We are just a few short weeks away from the start of the 2019 IIHF World Juniors Championship taking place this time around at Rogers Arena in Vancouver, B.C. as well as the Save-On-Foods Memorial Centre located in Victoria, B.C.
With that being said, training camps have opened up and preliminary rosters have started to be named by each respective country taking part with Canada taking the liberty of going first with their announcement from head coach Tim Hunter in Calgary, AB on Monday afternoon.
Right off the bat, Hockey Canada started with the naming of a few returning members as both Ottawa Senators players Alex Forementon and Maxime Comtois look for redemption while playing out west. This was then followed by the many notable additions joining the organization for the first time as they seek a gold medal after Canada fell short last year at New Era Field in Buffalo, New York.
As noted by The Canadian Press, the majority of Hockey Canada’s selections come from the Canadian Hockey League, with 29 of the 34 named to camp currently playing in either the OHL, QMJHL or Western Hockey League.
To that point, we start off in Quebec where the headliner of the tournament is located in left-handed left-winger Alexis Lafrenière of the QMJHL’s Rimouski Océanic. Lafreniére is just 17 years of age and has absolutely made the most of every minute played on the ice so far this season, putting him amongst the league’s sensations to join Team Canada for this year’s edition of the holiday season tournament.
Next, we turn our attention towards Canadian defensemen Noah Dobson, another active member of the QMJHL, however, with the Acadie–Bathurst Titan located at the K. C. Irving Regional Centre in New Brunswick. Dobson, 18, did not take part in last year’s competition and therefore joins for the first time looking to impress on a bigger stage. Dobson, a native of Summerside, PEI, was selected by the New York Islanders with the 12th overall selection in the 2018 NHL Entry Draft which took place at American Airlines Center located in Dallas, Texas.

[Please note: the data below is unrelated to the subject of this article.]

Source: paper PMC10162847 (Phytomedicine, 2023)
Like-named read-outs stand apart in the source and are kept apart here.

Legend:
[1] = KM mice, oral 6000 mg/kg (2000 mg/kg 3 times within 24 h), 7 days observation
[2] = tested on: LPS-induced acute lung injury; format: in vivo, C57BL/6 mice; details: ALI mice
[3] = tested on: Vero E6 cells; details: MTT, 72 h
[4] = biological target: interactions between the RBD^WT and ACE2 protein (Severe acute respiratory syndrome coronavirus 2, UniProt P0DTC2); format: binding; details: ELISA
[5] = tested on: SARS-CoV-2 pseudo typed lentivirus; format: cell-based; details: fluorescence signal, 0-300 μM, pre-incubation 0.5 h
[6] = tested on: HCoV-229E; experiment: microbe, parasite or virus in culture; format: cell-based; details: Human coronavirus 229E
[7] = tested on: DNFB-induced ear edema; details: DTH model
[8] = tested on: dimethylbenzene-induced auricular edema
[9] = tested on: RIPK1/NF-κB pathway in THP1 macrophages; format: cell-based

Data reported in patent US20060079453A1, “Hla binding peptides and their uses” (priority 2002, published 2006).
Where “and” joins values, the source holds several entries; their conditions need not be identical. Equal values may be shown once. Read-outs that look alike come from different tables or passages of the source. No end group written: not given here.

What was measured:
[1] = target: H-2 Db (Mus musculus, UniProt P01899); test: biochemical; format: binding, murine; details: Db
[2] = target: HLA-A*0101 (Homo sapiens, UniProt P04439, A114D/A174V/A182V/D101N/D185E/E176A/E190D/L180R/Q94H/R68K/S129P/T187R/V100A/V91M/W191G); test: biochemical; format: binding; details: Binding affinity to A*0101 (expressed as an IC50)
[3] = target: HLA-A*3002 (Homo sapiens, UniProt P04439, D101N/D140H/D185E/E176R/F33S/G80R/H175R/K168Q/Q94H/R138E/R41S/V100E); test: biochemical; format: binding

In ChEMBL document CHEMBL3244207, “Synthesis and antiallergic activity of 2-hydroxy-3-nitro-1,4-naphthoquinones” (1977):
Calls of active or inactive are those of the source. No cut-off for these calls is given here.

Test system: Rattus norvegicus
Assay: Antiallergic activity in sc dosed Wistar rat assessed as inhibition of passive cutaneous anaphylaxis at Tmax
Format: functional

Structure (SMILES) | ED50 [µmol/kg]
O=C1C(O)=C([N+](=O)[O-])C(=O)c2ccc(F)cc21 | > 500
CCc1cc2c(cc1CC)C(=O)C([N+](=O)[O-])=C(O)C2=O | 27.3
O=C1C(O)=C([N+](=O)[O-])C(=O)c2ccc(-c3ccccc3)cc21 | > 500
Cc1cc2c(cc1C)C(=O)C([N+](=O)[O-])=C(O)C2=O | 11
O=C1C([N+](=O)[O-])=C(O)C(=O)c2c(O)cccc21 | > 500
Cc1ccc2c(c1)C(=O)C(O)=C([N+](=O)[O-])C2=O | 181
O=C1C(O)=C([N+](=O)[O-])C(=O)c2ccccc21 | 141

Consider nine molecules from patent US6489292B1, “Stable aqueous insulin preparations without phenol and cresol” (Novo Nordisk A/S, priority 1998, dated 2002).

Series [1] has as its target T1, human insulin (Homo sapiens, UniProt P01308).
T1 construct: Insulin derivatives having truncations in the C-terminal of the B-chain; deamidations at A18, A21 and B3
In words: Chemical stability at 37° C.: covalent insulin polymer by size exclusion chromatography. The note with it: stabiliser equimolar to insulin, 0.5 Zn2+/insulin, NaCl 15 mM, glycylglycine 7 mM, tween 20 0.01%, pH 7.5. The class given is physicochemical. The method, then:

Now we look onwards to the long list of invitees selected from teams across the Ontario Hockey League. We start off with Montreal Canadiens prospects Nick Suzuki and Josh Brook, both of whom are getting their first looks at a higher level of hockey. Stephane Leroux of RDS was first to report the news just half an hour before the announcement. Both Suzuki and Brooks took part in training camp in Brossard prior to the start of the NHL regular season, however, both were optioned at the conclusion to continue to develop their skills.
Since that time, Brooks specifically has been tearing it up in the WHL which ultimately led to him being named captain in fifth year of play with the Moose Jaw Warriors. As for Suzuki, he has continued to display his dominance with the Owen Sound Attack.
Next in line is forward Isaac Ratcliffe who plays for the OHL’s Guelph Storm. Ratcliffe, 19, is taking part in the World Juniors for the first time in his career and will look to use his lengthy size to his advantage to guide Canada on the ice defensively. Ratcliffe, a native of London, Ontario, was drafted by the Philadelphia Flyers in the second round (35th overall) in the 2017 NHL Entry Draft which took place at the United Center located in Chicago, Illinois.
Now, we look at the man likely to be the starting goaltender on Christmas Eve for Team Canada. Michael DiPietro has had a busy week in both being named to Canada’s roster as well as being traded to another team, putting quite the twist on his plans to give him greater opportunities to play and succeed.
It was announced on Tuesday morning that the 19-year-old netminder had been dealt from the Windsor Spitfires to the Ottawa 67’s in exchange for forward Yegor Afanasyev alongside four second-round draft picks as well as three conditional picks.
Wth this deal now officially in the books, it puts an end to his 3 1/2 year tenure across the Detroit River as he now makes his way to the nation’s capital in Ottawa. DiPietro was selected by the Vancouver Canucks in the third round (64th overall) of the 2017 NHL Entry Draft.